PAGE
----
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Iran's Foreign Ministry calls avenging Soleimani 'basic' foreign policy principle

As nuclear talks remain stalled, a spokesperson for Iran's Foreign Ministry doubled down on threats to avenge the killing of top Iranian commander Qasem Soleimani.
Qasem Soleimani pin

Iran said Monday that seeking revenge for the United States’ killing of Iranian Revolutionary Guard Corps (IRGC) commander Qasem Soleimani is a “basic and definite principle” of the country’s foreign policy.  

“It is a definite principle in the foreign policy of the Islamic Republic of Iran that [those involved in Soleimani's killing] must be brought to justice,” Iranian Foreign Ministry spokesperson Saeed Khatibzadeh said Monday, according to Al Arabiya.

“The basic principle in the foreign policy of the Islamic Republic of Iran was formed after the cowardly assassination," he said. "The action taken by the perpetrators and advisers of this cowardly act will not go unpunished.”

In January 2020, a US drone strike in Baghdad killed Soleimani, who led the IRGC’s powerful overseas wing known as the Quds Force. Last week, a senior Revolutionary Guards commander said even the killing of all American leaders wouldn’t go far enough to avenge his death.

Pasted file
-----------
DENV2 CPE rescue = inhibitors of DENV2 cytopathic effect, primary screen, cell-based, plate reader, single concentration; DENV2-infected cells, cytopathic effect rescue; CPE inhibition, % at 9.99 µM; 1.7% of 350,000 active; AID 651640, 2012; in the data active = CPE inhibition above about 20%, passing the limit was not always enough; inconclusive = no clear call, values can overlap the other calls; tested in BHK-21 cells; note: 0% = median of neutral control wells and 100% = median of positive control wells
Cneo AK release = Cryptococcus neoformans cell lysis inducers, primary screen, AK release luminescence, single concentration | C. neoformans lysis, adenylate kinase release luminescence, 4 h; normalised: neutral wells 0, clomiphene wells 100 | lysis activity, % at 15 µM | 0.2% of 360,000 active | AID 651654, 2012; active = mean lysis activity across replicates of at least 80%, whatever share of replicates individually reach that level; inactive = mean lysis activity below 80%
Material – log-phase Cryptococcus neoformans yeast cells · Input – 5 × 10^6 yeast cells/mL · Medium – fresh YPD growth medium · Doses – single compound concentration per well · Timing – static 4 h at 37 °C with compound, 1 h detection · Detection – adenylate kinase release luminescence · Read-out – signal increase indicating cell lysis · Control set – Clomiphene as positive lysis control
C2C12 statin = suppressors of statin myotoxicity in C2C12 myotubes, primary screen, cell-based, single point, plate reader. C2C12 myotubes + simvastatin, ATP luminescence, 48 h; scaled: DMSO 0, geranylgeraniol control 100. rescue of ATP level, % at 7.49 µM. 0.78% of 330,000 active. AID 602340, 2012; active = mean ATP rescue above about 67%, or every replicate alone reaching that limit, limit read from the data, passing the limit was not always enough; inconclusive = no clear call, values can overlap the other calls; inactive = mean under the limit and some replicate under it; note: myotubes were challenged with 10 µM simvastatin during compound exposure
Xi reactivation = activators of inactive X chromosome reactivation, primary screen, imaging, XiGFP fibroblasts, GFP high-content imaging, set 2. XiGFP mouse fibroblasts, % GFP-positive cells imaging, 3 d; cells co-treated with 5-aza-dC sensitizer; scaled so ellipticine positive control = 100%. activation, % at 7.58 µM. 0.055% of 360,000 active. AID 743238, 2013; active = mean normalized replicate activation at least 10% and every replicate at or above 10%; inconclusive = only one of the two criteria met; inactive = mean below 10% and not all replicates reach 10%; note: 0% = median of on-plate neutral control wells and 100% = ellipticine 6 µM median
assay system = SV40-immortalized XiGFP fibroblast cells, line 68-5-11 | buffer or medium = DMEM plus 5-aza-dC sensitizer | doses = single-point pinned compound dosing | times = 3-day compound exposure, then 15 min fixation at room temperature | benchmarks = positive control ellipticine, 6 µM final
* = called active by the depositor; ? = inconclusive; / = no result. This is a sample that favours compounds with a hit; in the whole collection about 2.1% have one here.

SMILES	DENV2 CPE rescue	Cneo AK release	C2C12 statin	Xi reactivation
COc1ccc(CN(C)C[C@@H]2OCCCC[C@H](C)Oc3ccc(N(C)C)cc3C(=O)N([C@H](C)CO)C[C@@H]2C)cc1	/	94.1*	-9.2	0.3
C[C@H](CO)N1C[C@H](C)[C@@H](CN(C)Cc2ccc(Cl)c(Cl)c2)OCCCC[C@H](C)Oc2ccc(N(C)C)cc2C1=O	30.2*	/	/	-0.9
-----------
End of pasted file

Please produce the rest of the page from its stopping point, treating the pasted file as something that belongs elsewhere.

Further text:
Why it matters:  Khatibzadeh’s comments come after Iran reportedly rejected the Biden administration’s proposal to drop the IRGC from its formal list of foreign terrorist organizations in return for assurances from Tehran that it would not target Americans connected to Soleimani's killing. 

The State Department has reportedly spent millions of dollars providing protection for former Secretary of State Mike Pompeo and former Iran envoy Brian Hook amid “serious and credible” threats from Iran. The pair spearheaded the Trump administration’s so-called "maximum pressure" campaign of sanctions against Tehran that included the IRGC’s designation as an FTO in April 2019. 

The United States “will protect and defend our citizens,” State Department spokesperson Ned Price said last week in response to the Iranian threats. "This includes those serving the United States now, those who have formerly served the United States in the past.”

What’s next:  Talks aimed at restoring the landmark nuclear agreement are held up over Iran’s demand that the IRGC be removed from the US terror blacklist. Biden administration officials have said that the onus remains on Iran to resolve the standoff. 

Know more:  If the United States revokes the IRGC’s terror designation, the organization would remain subject to a range of other sanctions that would deter foreign investment. But during an Al-Monitor event last Thursday, Israeli Ambassador to the United States Michael Herzog said its removal would send a “terribly wrong message.”